Urinary incontinence is a common problem among women worldwide, resulting in a substantial economic burden and decreased quality of life. The Women’s Preventive Services Initiative is the only major organization that recommends annual screening for urinary incontinence in all women despite low to insufficient evidence regarding effectiveness and accuracy of methods. No other major organization endorses screening. Initial evaluation should include determining whether incontinence is transient or chronic; the subtype of incontinence; and identifying any red flag findings that warrant subspecialist referral such as significant pelvic organ prolapse or suspected fistula. Helpful tools during initial evaluation include incontinence screening questionnaires, a three-day voiding diary, the cough stress test, and measurement of postvoid residual. Urinalysis should be ordered for all patients. A step-wise approach to treatment is directed at the urinary incontinence subtype, starting with conservative management, escalating to physical devices and medications, and ultimately referring for surgical intervention. Pelvic floor strengthening and lifestyle modifications, including appropriate fluid intake, smoking cessation, and weight loss, are first-line recommendations for all urinary incontinence subtypes. No medications are approved by the U.S. Food and Drug Administration for treatment of stress incontinence. Pharmacologic therapy for urge incontinence includes antimuscarinic medications and mirabegron. Patients with refractory symptoms should be referred for more invasive management such as mechanical devices, injections of bulking agents, onabotulinumtoxinA injections, neuromodulation, sling procedures, or urethropexy.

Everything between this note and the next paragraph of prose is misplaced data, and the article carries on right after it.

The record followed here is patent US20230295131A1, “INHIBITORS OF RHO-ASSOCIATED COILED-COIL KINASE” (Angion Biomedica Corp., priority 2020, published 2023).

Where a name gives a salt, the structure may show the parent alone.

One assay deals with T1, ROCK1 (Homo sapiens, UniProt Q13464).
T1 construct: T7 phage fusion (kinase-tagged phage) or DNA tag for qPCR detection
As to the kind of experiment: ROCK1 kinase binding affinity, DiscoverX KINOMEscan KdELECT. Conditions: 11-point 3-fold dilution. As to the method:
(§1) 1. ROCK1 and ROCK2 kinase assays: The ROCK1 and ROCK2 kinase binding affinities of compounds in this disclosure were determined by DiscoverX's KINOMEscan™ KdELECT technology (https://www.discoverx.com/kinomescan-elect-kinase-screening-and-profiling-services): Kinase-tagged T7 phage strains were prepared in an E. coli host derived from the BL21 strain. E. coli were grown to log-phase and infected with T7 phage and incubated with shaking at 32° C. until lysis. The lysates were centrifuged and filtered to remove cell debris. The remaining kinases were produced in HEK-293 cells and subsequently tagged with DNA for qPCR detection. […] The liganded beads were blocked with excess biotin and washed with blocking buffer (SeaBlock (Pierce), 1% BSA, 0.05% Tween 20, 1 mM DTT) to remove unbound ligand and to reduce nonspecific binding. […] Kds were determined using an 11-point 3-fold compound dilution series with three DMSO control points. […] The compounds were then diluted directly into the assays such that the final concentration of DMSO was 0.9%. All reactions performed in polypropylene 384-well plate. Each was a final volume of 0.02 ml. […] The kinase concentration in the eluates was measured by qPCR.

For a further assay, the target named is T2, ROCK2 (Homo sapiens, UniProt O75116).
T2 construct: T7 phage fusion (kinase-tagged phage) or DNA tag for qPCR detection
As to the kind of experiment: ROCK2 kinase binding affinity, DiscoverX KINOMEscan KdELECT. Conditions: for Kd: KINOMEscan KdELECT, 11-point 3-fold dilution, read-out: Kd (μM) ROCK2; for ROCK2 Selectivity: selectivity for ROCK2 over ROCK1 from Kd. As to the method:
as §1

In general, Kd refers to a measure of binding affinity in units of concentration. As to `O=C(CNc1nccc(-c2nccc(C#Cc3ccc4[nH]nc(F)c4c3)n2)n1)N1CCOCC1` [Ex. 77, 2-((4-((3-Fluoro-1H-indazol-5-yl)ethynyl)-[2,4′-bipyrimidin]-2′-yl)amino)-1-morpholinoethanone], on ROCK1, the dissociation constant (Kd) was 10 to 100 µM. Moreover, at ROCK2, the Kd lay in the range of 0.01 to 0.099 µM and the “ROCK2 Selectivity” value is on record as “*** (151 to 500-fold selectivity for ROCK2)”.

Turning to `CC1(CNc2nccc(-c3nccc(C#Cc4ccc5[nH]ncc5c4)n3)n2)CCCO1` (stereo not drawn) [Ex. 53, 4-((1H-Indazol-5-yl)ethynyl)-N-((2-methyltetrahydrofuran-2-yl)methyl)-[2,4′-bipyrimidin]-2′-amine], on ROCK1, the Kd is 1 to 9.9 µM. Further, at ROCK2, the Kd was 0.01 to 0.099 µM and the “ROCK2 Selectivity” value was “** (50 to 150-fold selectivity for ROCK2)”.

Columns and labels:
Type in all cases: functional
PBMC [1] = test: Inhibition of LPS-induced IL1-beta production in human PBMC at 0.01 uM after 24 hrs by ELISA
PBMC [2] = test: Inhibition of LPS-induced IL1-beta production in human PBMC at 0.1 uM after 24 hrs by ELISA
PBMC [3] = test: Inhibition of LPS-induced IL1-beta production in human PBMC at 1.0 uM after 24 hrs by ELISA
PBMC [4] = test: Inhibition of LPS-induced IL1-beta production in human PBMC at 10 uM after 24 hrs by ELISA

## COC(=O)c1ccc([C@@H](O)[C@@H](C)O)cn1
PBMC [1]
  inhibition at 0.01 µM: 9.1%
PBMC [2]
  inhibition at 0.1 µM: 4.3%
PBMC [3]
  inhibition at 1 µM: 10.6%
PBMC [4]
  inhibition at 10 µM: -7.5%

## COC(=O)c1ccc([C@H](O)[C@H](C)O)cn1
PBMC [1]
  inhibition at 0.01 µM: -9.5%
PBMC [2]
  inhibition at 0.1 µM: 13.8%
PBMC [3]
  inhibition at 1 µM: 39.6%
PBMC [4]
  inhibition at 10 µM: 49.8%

American family physician. 2019 Sep 15 [Epub]
Jocelyn S Hu, Elyse Fiore Pierre
Bayne-Jones Army Community Hospital, Fort Polk, LA, USA., Winn Army Community Hospital, Fort Stewart, GA, USA.